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News roundup: Greenwood Fred Meyer now has ClickList, Greenwood Physical Therapy expanding, coyotes, participatory city budgeting, free dental care, helping a neighbor in need

The Greenwood Fred Meyer is now a ClickList location, where you can order groceries online, select a date and time to pick up your order, then pull up inside the parking garage and they’ll load your groceries for you. The eight parking stalls on the east side of the garage are designated for ClickList.

Each ClickList stall has a number, from 1-8. You use your cell phone to call the number on the sign and tell them what stall you’re in.

The first three orders are free; after that you’ll be charged a service fee of $4.95 per order.

BECU is now open directly across the street from Fred Meyer in the Janus apartment building.

Greenwood Physical Therapy is opening a second location in Ravenna on Jan. 11. It will be called GPT Physical Therapy at Ravenna and is located at 3290 NE 65th St. Two current Greenwood employees, Erin Patterson and Lisa Quinn, will be transferring to the new location, which will provide sports medicine, spine rehabilitation, women’s health services, Pilates-based rehab, and general orthopedics.

Just a reminder that coyotes are common in our neighborhood and you should consider keeping your cats and other small pets indoors. James tells us he spotted a coyote at running on Greenwood Avenue North between North 61st and 62nd streets at 2:30 a.m. on Jan. 2.

Some neighborhood residents have started a GoFundMe page for Real Change vendor Sonny, usually seen in front of Ken’s Market. According to the page, Sonny has health issues and needs to move from his third-floor apartment to an accessible first-floor unit, but can’t get out of his current lease.

Not in our neighborhood but definitely a well-known landmark nearby, Spud Fish & Chips’ building at 6860 East Green Lake Way North has been nominated for landmark preservation. Seattle’s Landmarks Preservation Board will consider the nomination at its Feb. 7 meeting. You can attend the meeting at City Hall and/or write a letter regarding the nomination to be received by the city by Feb. 6: Seattle Landmarks Preservation Board, Seattle Department of Neighborhoods, PO Box 94649, Seattle, WA 98124-4649.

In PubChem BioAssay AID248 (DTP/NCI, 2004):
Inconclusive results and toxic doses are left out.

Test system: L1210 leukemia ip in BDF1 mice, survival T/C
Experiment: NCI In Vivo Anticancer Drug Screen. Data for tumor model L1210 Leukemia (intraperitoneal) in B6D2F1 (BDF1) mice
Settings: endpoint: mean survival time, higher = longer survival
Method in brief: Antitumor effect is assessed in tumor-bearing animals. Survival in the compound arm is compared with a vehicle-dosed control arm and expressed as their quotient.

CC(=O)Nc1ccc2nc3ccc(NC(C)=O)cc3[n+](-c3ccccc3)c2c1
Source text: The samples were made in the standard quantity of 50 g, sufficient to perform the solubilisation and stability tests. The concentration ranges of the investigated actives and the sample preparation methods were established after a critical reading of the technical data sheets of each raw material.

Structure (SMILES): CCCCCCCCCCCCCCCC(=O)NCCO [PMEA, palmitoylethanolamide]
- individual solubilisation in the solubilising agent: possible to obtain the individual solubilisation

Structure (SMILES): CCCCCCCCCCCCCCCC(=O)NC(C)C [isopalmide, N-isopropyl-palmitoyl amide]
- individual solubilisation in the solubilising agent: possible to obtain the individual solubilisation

The University of Washington Center for Pediatric Dentistry is offering free dental care to children ages 6 months through 18 years old on Give Kids a Smile Day, which is Tuesday, Feb. 20. Appointments are available from 1-5 pm. Participating children will receive a full exam, x-rays, teeth cleaning and fluoride application, all free. Call 206-543-5800 for an appointment. The University of Washington Center for Pediatric Dentistry is at Magnuson Park, 6222 NE 74th St. Interpretation is available in 120 languages; Medicaid-eligible children may be able to arrange free transportation.

Seattle Department of Neighborhoods is asking for the public’s input on how to $3 million of the City’s budget on small-scale park and street improvements. This is the third year of this kind of participatory budgeting through Your Voice, Your Choice: Parks & Streets.

You can submit an idea online through Feb. 2, or in person at any library branch.

Projects could include park benches, trail improvements, curb ramps, etc. The only rules are that they be physical improvements for Seattle’s parks or streets, benefit the public, and cost $90,000 or less.

Nearly 400 ideas were submitted last year, and they will be rolled over for consideration this year. See the map detailing those ideas. After the submission deadline, volunteers will be recruited to turn the ideas into 8-10 proposals per district, then everyone will have the opportunity to vote for the top projects within their district.

King County Metro has a new pedestrian safety campaign called “Walk Safe.” The aim is to eliminate pedestrian and auto collisions. Pedestrian impairment and driver distraction are the largest contributing factors in pedestrian collisions, according to the state Traffic Safety Commission’s Pedestrian Safety Advisory Council reports. Pedestrians are encouraged not to chase buses, to look and listen before crossing streets, to become more visible to drivers when crossing in the dark, and to cross the street only after their bus leaves the bus zone.

According to Metro, several pedestrians each year are injured when they chase after a bus. In 2017, Metro was involved in 20 pedestrian accidents, two of them fatal.

From 2012 to 2017, Metro buses were involved in 148 pedestrian collisions while traveling more than 250 million miles.

From 2012-2017, Metro Transit paid $22.8 million for 68 pedestrian injury claims, ranging from minor to severe and fatality incidents.

The state Traffic Safety Commission reports that statewide collisions in 2016 killed 89 pedestrians and seriously injured 361 pedestrians. In King County, pedestrian collisions accounted for 23 fatalities and 148 serious injuries in 2016.